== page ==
I’m not really looking to get too granular with it such that the overall intent is lost in the details so obviously the primary focus will be the music played. I think this can be a fun little project before heading into another full tour review and also so that I’m not overlapping my way back posts with the new stuff coming out on Fall Tour in just a few weeks. I’ll have another, more detailed post to set about establishing the criteria and putting together the list of venues in consideration but until then let me know what you think in the comments.

 

What is your pick for Phish’s best played venue throughout their history?

Until You Burst Into Song and Unwind – Priming Up for Fall 1996

1996

 

Seemingly a lost year in the annals of Phishtory according to some,  1996 exists as a year tucked between two of the most highly lauded years in which the band has played shows. But while this year does not perhaps produce the reactions from fans that 1995 or 1997 do the truth is that this is a year full of amazing music and one that deserves more credit for helping to shape the sound of the band for years to come than it has been given. Our focus will be on the Fall Tour from this year but I think it helps a bit to understand what got us there so that we can then see where it takes us in going forward as well so with that in mind I present you with a quite brief (and not in any way seriously vetted) primer on 1996 Phish.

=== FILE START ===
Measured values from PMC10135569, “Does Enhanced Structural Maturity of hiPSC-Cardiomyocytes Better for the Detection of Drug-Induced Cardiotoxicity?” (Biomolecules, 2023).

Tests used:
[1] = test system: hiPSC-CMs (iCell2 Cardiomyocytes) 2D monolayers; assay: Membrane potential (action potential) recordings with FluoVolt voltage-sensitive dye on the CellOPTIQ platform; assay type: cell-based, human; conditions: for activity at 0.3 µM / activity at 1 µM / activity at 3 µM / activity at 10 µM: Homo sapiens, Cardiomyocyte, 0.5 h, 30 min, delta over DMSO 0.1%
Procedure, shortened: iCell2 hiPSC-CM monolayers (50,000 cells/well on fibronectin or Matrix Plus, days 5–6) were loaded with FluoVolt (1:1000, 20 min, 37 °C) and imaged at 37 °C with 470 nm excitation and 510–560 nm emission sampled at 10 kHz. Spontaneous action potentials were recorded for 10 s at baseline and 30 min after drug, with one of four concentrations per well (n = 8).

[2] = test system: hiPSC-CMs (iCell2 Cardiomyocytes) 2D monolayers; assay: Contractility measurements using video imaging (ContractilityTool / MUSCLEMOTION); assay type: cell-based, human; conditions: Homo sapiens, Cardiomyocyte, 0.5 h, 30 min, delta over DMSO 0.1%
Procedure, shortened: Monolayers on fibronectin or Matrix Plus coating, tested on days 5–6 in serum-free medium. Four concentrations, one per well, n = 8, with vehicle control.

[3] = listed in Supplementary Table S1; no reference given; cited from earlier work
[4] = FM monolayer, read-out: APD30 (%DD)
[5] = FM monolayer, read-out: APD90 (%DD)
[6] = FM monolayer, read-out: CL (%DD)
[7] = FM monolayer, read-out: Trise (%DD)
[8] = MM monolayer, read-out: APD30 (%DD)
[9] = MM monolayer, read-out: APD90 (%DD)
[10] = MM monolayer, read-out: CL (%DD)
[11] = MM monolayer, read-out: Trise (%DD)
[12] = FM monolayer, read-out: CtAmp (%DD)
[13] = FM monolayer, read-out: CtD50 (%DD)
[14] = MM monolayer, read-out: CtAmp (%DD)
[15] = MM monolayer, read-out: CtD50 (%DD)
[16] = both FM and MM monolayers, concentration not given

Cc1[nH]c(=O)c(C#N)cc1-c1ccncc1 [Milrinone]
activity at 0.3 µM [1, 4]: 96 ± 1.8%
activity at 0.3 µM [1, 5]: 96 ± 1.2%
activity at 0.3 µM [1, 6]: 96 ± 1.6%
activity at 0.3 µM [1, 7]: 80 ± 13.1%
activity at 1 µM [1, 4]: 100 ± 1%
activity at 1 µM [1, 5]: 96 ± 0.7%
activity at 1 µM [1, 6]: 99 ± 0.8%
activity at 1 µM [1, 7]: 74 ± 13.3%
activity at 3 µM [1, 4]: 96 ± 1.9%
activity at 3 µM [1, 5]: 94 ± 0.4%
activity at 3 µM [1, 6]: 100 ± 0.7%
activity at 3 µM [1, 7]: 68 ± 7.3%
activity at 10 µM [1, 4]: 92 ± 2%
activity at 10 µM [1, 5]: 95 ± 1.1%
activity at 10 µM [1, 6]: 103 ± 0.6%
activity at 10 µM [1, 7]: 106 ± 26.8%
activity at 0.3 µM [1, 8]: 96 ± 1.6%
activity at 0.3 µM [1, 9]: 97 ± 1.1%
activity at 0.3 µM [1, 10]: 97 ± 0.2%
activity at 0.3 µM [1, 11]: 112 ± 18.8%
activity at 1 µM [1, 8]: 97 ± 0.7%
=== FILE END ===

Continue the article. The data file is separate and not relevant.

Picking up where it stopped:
Following the triumphant and understandably highly praised Fall 1995 Tour and ensuing New Year’s Run that culminated with a pair of shows at Madison Square Garden – shows that really shouldn’t need any introduction – the band hit the studio to begin laying down the tracks for what would become the album Billy Breathes. This recording time ran over several months between February and June of that year with the band pausing in April for their first ever appearance at the New Orleans Jazz and Heritage Festival (aka JazzFest). This one set show is not necessarily the greatest Phish you will ever here but there is a sit-in by Michael Ray for Cars Trucks Buses (a relationship that has blossomed over the years since Trey first joined the Cosmic Krewe for a show in March 1994), a YEM->Wolfman’s combo that works quite well, a soaring Hood, and a wonderfully tensioned David Bowie that has hints of Caravan throughout. Honestly, some of the best music to be found from Phish’s visit to The Crescent City lies in the sit-ins they did with other bands while there but those are not quite the focus of our time here together, are they?